While most LARPs maintain a clear distinction between the real world and the fictional setting, pervasive LARPs mingle fiction with modern reality in a fashion similar to alternate reality games. Bystanders who are unaware that a game is taking place may be treated as part of the fictional setting, and in-character materials may be incorporated into the real world.
LARPs can have any genre, although many use themes and settings derived from genre fiction. Some LARPs borrow a setting from an established work in another medium (e.g., The Lord of the Rings or the World of Darkness), while others use settings based on the real world or designed specifically for the LARP. Proprietary campaign settings, together with rulesets, are often the principal creative asset of LARP groups and LARP publishers.
LARPs set in the modern day may explore everyday concerns, or special interests such as espionage or military activity. Such LARPs sometimes resemble an Alternate Reality Game, an Assassin game, or a military simulation using live combat with airsoft, laser tag, or paintball markers. LARPs can also be set in historical eras or have semi-historical settings with mythological or fantastical aspects incorporated.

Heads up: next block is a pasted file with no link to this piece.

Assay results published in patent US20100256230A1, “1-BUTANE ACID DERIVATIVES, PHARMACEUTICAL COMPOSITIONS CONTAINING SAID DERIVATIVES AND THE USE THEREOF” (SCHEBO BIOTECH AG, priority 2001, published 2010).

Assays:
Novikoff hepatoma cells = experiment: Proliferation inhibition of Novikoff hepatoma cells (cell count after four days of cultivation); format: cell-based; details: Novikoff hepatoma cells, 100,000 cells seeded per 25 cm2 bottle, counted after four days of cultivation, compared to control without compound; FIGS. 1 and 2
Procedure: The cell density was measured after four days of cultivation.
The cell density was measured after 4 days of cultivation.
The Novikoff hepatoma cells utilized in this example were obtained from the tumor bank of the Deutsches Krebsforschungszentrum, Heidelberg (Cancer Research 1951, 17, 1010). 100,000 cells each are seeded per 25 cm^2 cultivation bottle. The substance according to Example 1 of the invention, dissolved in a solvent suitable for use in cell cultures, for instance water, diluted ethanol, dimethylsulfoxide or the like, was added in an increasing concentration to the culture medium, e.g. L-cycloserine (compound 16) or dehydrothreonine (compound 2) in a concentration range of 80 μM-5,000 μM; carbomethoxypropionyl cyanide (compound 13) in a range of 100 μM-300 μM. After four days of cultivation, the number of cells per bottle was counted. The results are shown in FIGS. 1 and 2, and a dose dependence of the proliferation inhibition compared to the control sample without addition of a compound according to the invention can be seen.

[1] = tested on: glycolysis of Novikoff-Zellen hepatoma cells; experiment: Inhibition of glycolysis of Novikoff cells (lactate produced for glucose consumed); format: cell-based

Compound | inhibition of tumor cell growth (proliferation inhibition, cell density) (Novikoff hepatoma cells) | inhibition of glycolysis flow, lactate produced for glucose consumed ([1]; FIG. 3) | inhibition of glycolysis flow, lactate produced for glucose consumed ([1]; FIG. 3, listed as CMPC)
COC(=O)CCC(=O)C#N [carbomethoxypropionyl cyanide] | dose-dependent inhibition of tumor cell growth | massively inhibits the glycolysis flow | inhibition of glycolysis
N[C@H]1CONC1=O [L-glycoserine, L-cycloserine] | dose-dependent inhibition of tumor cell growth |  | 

Fantasy is one of the most common LARP genres internationally and is the genre that the largest events use. Fantasy LARPs are set in pseudo-historical worlds inspired by fantasy literature and fantasy role-playing games such as Dungeons & Dragons. These settings typically have magic, fantasy races, and limited technology. Many fantasy LARPs focus on adventure or on competition between character factions. In contrast, science fiction LARPs take place in futuristic settings with high technology and sometimes with extraterrestrial life. This describes a broad array of LARPs, including politically themed LARPs depicting dystopian or utopian societies and settings inspired by cyberpunk, space opera and post-apocalyptic fiction.